1 Day 65/78-84

2 Paragraph 88.1

3 Day 65/109-114

4 AD73.9

88.6 Jim Doherty did not claim to have seen how many bullets hit the wall.

George Downey

88.7 In his written statement to this Inquiry,1 George Downey told us that after hearing people shouting that the Army was coming into the Bogside, he ran through Columbcille Court and Glenfada Park North and emerged into Rossville Street to the south of the rubble barricade. He saw soldiers and Army vehicles to the north of the barricade. There were 30 to 40 people to the south of the barricade. Some of these people were throwing stones at the soldiers. He then heard a single shot. This was the first shot that he heard after the soldiers had entered Rossville Street. The bullet hit the southern gable wall of Glenfada Park North above the height of his head and chipped off a piece of masonry. George Downey thought that the bullet had been fired from the City Walls. Then many more single high velocity shots were fired from the direction of the soldiers in Rossville Street and people scattered in all directions to take cover. When this shooting subsided, George Downey heard others saying that people had been shot. He then saw three to five men lying still on the barricade, including his brother-in-law Michael Kelly.

1 AD134.3-4

88.8 In his oral evidence to this Inquiry,1 George Downey said that there had been ten to 15 people, rather than 30 to 40, in the area south of the rubble barricade when he came out into Rossville Street. The shot hit the wall of Glenfada Park North after an incident in which a number of people moved north of the rubble barricade to try to rescue a man who had been arrested on the waste ground. He was not sure whether the shot had hit the south wall or the east wall, or the south-east corner, of the eastern block of Glenfada Park North, but he remembered that it had made a hole at least 5 or 6 inches wide. He thought that the bullet had hit the wall above the level of the balcony. Although he was not sure about this, he believed that it had been fired from the City Walls because the noise came from behind him as he faced north, and because of the height at which the bullet struck the wall. This shot was followed by further high velocity shooting, after which he looked out and saw Michael Kelly being brought in from a position south of the barricade. There was then more shooting before he saw another three bodies behind the barricade. Later in his evidence,2 George Downey said that the shot had hit the wall before the attempt was made to assist the man being arrested on the waste ground. It was a high velocity shot. His attention was drawn3 to the fourth of the six photographs reproduced above4 showing damage to the brickwork at the south-east corner of the eastern block of Glenfada Park North at the level of the top floor window. George Downey said that this was consistent with the height at which he remembered the bullet striking the wall.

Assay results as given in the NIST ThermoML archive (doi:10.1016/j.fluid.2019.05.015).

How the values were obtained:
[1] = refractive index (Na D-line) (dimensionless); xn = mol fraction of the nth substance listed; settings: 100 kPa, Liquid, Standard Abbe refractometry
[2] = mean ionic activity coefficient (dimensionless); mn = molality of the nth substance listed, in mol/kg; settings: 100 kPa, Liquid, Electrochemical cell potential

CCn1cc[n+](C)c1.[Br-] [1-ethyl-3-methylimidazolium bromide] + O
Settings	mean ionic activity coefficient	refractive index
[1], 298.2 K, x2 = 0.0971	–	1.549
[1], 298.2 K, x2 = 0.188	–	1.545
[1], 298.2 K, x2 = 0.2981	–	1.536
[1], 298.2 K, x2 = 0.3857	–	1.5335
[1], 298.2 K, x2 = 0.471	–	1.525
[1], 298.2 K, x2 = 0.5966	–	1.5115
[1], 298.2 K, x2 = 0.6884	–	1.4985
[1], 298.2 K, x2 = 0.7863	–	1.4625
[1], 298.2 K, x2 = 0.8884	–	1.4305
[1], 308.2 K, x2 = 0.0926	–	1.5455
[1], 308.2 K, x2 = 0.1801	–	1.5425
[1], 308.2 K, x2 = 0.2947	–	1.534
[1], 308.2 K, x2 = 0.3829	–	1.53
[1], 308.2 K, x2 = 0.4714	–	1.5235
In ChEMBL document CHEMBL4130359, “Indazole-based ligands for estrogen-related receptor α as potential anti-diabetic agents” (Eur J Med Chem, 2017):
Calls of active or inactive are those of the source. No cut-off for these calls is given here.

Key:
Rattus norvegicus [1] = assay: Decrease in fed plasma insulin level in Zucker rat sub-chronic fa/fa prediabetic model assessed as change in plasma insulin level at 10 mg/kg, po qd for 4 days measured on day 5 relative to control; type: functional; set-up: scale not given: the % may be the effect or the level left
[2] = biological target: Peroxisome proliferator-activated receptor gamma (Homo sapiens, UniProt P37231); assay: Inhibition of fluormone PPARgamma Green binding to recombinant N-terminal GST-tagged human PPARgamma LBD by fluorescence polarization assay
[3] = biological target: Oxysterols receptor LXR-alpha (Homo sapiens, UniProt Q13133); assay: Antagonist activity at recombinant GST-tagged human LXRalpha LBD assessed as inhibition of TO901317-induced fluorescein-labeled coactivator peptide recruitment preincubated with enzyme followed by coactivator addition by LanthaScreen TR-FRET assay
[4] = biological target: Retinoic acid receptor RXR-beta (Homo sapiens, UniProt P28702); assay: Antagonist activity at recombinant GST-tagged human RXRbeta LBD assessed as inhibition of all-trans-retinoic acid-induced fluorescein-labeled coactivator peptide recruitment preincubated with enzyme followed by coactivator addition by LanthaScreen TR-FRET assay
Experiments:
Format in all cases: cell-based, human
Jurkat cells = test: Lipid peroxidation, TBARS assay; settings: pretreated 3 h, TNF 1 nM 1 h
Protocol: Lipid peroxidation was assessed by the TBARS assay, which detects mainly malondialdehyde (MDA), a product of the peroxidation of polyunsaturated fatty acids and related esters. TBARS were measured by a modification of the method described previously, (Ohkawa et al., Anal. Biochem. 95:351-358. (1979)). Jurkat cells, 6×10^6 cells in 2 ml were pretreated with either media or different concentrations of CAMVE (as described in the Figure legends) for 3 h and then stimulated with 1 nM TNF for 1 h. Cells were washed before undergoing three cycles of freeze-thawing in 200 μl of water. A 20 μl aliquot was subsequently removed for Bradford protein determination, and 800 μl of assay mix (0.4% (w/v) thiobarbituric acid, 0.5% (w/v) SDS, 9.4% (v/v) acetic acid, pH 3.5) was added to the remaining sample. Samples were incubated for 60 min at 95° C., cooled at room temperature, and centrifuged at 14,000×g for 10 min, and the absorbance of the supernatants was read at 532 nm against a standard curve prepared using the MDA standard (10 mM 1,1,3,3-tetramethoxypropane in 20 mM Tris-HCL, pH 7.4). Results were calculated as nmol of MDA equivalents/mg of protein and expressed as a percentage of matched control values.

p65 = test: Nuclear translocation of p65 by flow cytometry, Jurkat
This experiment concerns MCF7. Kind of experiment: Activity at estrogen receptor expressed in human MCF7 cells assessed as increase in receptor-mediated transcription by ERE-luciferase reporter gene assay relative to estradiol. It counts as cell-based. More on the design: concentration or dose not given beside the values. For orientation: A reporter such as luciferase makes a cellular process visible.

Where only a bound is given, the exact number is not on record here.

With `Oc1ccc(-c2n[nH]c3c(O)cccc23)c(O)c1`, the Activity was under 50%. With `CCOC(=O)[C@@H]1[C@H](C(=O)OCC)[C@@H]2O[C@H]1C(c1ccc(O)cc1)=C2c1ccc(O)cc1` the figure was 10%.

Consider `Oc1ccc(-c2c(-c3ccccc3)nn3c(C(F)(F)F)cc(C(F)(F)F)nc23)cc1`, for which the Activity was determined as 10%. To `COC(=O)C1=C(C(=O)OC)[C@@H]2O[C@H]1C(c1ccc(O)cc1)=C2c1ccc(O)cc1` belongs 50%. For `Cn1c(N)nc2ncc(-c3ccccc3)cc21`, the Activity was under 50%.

1 Day 123/15-39

2 Day 123/63-67

3 Day 123/78-79

4 Paragraph 88.1

Hugh Duffy

88.9 In his interview with Kathleen Keville,1 Hugh Duffy said that he was standing at the side of Columbcille Court with another man when two bullets struck above their heads. Then Alexander Nash arrived. There were two young men lying shot at the rubble barricade. Alexander Nash went out to the two casualties. One of them was his son William. Then Alexander Nash was himself hit in the side.

1 AD156.12; AD156.9

88.10 In his written statement to this Inquiry,1 Hugh Duffy told us that although he remembered hearing the two shots fired and seeing Alexander Nash go out to the two casualties, he was now unclear about the order in which these events occurred. The two shots were fired when he was standing very close to the wall at the south end of the eastern block of Glenfada Park North. He thought that other shooting had been taking place at the time, but these two shots were very clear. As they rang out, small flakes of red brick dust fell from the wall above him. He did not know whether both shots had hit the wall, but when he looked up he saw a large chip in the brickwork, probably 20 to 30 feet above him, almost level with the second floor balconies . Someone had said that the shots must have come from the City Walls. Hugh Duffy had thought that this was so, as the shots could not have come from anywhere else . He had looked up towards the City Walls but had not seen anyone there, nor had he seen any soldiers anywhere else. Hugh Duffy attached to his statement a marked photograph2 indicating that the site of the bullet damage was at the south-east corner of the eastern block of Glenfada Park North approximately level with the top of the first floor windows.